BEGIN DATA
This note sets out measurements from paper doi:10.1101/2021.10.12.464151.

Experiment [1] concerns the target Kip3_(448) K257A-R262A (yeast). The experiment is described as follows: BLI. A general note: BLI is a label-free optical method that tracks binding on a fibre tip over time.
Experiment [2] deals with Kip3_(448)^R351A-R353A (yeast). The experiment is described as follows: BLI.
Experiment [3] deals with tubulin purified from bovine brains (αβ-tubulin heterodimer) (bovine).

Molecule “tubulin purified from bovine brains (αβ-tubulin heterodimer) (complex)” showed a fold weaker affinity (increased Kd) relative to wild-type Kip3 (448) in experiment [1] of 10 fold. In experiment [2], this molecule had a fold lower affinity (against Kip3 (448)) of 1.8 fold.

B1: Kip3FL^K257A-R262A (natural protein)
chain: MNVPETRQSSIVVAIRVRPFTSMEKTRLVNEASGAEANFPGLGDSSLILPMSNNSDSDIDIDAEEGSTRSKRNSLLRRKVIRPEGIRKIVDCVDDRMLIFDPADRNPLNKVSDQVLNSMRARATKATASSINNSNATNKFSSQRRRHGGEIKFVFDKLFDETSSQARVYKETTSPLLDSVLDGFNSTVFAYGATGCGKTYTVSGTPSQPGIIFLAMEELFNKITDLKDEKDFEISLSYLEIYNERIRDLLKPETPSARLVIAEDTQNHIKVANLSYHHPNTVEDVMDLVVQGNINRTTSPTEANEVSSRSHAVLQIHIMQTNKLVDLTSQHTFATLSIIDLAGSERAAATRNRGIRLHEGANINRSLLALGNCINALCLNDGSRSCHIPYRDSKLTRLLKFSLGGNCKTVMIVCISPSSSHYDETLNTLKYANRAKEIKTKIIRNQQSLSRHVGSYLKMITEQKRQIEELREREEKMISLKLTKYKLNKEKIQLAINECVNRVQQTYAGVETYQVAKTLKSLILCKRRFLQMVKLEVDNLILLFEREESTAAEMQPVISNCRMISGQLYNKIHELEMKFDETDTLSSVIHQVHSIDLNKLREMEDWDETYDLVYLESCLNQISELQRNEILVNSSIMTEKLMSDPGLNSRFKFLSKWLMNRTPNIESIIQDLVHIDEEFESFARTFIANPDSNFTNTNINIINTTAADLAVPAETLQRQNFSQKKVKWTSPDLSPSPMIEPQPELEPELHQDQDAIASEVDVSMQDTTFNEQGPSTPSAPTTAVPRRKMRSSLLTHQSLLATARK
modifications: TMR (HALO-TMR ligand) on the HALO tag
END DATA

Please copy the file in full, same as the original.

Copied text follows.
This note sets out measurements from paper doi:10.1101/2021.10.12.464151.

Experiment [1] concerns the target Kip3_(448) K257A-R262A (yeast). The experiment is described as follows: BLI. A general note: BLI is a label-free optical method that tracks binding on a fibre tip over time.
Experiment [2] deals with Kip3_(448)^R351A-R353A (yeast). The experiment is described as follows: BLI.
Experiment [3] deals with tubulin purified from bovine brains (αβ-tubulin heterodimer) (bovine).

Molecule “tubulin purified from bovine brains (αβ-tubulin heterodimer) (complex)” showed a fold weaker affinity (increased Kd) relative to wild-type Kip3 (448) in experiment [1] of 10 fold. In experiment [2], this molecule had a fold lower affinity (against Kip3 (448)) of 1.8 fold.

B1: Kip3FL^K257A-R262A (natural protein)
chain: MNVPETRQSSIVVAIRVRPFTSMEKTRLVNEASGAEANFPGLGDSSLILPMSNNSDSDIDIDAEEGSTRSKRNSLLRRKVIRPEGIRKIVDCVDDRMLIFDPADRNPLNKVSDQVLNSMRARATKATASSINNSNATNKFSSQRRRHGGEIKFVFDKLFDETSSQARVYKETTSPLLDSVLDGFNSTVFAYGATGCGKTYTVSGTPSQPGIIFLAMEELFNKITDLKDEKDFEISLSYLEIYNERIRDLLKPETPSARLVIAEDTQNHIKVANLSYHHPNTVEDVMDLVVQGNINRTTSPTEANEVSSRSHAVLQIHIMQTNKLVDLTSQHTFATLSIIDLAGSERAAATRNRGIRLHEGANINRSLLALGNCINALCLNDGSRSCHIPYRDSKLTRLLKFSLGGNCKTVMIVCISPSSSHYDETLNTLKYANRAKEIKTKIIRNQQSLSRHVGSYLKMITEQKRQIEELREREEKMISLKLTKYKLNKEKIQLAINECVNRVQQTYAGVETYQVAKTLKSLILCKRRFLQMVKLEVDNLILLFEREESTAAEMQPVISNCRMISGQLYNKIHELEMKFDETDTLSSVIHQVHSIDLNKLREMEDWDETYDLVYLESCLNQISELQRNEILVNSSIMTEKLMSDPGLNSRFKFLSKWLMNRTPNIESIIQDLVHIDEEFESFARTFIANPDSNFTNTNINIINTTAADLAVPAETLQRQNFSQKKVKWTSPDLSPSPMIEPQPELEPELHQDQDAIASEVDVSMQDTTFNEQGPSTPSAPTTAVPRRKMRSSLLTHQSLLATARK
modifications: TMR (HALO-TMR ligand) on the HALO tag